Comparisons between two Lasers

Now, Roy had a dig at me the other day about a comment I made regarding the R/c laser, as he felt i was attacking its design.
I made these points;

  1. A R/c laser was unlike the fullsize in that you had a choice of 3 different rigs for different conditions.
  2. R/c lases are keelboats, therefore you miss out on some of the aspects of sailing the fulsize dinghy, ie. roll tacking, ‘hiking up’ on the run, steering the boat by heeling etc…

Now today at the London boatshow I got to have a go at the sticks of a R/c laser. I found it to be very similar to a laser in looks underway, minus the helm of course and heeling a little more than you would expect to see on a well sailed fullsize boat. Handling wise it has definite laser traits- Very quick acceleration out of tacks, very ‘flicky’ in manovers, brilliant on a broad reach. I did miss not being able to roll tack and gybe-two things i enjoy doing on the fullsize boat, but the simpicity of the boat is its great advantage, it takes little time to learn to sail it and be able to whack it round a course. There was a couple of things that the model improves on the fullsize on; for instance when bearing away on the fullsize boat its pretty easy to stall out the relatively small rudder in a bit of breeze- no signs of this with the model no mater how hard I tried to make it, its a very forgiving little boat.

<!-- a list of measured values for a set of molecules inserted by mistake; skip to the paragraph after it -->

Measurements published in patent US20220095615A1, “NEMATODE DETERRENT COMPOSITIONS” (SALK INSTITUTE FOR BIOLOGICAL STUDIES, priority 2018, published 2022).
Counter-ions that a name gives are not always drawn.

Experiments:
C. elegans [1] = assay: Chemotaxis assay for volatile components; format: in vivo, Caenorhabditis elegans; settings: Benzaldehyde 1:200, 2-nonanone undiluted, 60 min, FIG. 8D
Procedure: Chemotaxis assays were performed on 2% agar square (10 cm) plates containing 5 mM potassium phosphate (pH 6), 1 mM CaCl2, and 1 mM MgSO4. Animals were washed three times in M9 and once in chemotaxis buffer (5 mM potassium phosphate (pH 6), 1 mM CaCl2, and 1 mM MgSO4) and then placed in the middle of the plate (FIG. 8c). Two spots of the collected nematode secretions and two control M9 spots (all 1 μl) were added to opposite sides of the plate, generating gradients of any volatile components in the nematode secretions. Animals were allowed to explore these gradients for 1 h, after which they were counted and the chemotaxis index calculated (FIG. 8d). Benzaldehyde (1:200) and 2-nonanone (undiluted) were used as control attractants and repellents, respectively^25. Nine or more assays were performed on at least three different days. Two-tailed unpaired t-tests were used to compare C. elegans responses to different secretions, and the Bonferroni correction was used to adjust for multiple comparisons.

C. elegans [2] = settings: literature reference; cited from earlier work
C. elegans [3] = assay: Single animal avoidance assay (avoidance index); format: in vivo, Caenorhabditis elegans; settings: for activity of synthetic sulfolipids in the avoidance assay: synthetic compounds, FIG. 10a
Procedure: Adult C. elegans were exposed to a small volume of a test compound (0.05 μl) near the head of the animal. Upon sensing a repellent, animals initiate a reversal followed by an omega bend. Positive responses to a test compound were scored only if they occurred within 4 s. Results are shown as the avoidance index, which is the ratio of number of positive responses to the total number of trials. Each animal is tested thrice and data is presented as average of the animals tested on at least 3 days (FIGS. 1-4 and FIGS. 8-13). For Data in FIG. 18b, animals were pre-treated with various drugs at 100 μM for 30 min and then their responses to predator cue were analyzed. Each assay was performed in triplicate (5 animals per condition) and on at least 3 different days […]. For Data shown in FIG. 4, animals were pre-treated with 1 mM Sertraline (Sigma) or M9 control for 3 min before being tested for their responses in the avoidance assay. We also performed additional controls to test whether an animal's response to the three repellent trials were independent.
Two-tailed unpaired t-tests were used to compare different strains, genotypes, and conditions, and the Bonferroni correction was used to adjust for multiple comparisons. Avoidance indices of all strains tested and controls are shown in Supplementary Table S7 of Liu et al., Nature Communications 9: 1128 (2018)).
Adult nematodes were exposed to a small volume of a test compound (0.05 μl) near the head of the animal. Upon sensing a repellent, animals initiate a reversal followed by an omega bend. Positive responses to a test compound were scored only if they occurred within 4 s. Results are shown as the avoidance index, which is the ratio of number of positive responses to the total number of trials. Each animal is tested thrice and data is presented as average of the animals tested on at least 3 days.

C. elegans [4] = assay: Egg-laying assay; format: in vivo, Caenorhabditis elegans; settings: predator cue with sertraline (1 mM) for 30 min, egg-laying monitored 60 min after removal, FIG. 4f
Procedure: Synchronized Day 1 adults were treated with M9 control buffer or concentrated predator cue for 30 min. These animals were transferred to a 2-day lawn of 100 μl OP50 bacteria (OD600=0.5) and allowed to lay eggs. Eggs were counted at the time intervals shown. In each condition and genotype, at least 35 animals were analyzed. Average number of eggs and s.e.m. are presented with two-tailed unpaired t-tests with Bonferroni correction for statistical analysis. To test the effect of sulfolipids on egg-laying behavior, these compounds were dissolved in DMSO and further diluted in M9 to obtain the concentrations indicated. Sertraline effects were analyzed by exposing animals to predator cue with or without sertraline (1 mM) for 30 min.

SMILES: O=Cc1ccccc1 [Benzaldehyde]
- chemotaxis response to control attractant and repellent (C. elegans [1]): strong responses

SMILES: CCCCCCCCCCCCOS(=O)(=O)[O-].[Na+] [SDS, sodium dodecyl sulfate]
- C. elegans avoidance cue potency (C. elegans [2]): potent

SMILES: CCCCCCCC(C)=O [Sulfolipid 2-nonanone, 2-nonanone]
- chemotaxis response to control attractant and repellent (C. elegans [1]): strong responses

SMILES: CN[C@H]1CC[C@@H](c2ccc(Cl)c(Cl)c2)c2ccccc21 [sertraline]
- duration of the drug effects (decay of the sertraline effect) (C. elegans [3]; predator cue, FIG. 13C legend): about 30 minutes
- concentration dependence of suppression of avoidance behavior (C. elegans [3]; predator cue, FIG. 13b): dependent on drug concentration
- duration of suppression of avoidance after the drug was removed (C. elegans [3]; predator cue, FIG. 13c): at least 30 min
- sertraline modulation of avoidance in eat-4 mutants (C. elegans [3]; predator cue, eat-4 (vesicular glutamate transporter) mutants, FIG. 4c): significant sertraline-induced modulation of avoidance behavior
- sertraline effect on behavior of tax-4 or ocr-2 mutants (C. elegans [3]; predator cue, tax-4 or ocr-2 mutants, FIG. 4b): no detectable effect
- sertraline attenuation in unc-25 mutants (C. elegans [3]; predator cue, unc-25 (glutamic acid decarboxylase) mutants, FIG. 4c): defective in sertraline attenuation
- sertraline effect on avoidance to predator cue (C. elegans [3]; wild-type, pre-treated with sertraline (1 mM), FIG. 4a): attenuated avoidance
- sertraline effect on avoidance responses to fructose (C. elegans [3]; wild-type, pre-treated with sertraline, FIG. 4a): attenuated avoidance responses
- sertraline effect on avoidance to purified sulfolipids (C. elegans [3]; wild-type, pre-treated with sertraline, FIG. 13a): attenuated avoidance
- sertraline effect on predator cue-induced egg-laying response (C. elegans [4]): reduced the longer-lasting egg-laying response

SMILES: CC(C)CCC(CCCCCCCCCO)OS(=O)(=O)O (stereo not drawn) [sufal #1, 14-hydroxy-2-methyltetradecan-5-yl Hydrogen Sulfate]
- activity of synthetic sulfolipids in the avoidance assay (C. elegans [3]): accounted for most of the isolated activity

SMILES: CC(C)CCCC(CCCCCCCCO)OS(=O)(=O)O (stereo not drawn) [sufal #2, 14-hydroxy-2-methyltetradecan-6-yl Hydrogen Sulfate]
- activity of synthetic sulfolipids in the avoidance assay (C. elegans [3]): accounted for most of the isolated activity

The model truly does convey the spirit of the fullsize in its simplicity and its ‘bangs per buck’ value. To be honest I’m more impressed than I thought I would be…

Luff 'em & leave 'em.

the RC Laser is (was) always a boat I want(ed) to get…so it’s good to hear nice things about her…
As I do have sometimes pretty strong wind here; it sounds nice…my Seawind cant really handle very strong wind…20mph over…very hard…25mph…almost impossible…did it once and I went swimming. The boom with the mainsail got stucked into the water and she made a 180 and stayed like this in the middle of the lake…of course it was cold that day…too bad I didnt have my camera that day…nice picture…an upside down rc boat in the middle of the lake…kind of intersting.
After reading your post; it makes me more confident of getting a Rc Laser…maybe time to order one…still need to think about…there’s a multihull in my sight as well[:D]

Thanks for the intersting post about the Laser


if it isn’t broken, don’t fix it!

Edit starts here:

Something I really dont like about the Laser…hmmm not the Laser itself, the package to be honest…you have to get a full set …with TX RX servos aso…if only they would sell it without these…for sure I order one right now!!